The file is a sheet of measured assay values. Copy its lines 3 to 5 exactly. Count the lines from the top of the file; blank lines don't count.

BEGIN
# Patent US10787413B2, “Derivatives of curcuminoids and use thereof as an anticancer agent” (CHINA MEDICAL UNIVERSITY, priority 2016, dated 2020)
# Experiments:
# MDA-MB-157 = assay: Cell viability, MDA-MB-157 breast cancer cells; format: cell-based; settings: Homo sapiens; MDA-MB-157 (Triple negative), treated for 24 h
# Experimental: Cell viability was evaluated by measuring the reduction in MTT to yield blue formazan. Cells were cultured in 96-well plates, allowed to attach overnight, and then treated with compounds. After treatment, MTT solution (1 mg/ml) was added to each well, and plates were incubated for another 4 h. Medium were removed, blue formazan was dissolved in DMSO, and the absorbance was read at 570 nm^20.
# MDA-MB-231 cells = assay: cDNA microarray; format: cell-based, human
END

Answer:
# MDA-MB-157 = assay: Cell viability, MDA-MB-157 breast cancer cells; format: cell-based; settings: Homo sapiens; MDA-MB-157 (Triple negative), treated for 24 h
# Experimental: Cell viability was evaluated by measuring the reduction in MTT to yield blue formazan. Cells were cultured in 96-well plates, allowed to attach overnight, and then treated with compounds. After treatment, MTT solution (1 mg/ml) was added to each well, and plates were incubated for another 4 h. Medium were removed, blue formazan was dissolved in DMSO, and the absorbance was read at 570 nm^20.
# MDA-MB-231 cells = assay: cDNA microarray; format: cell-based, human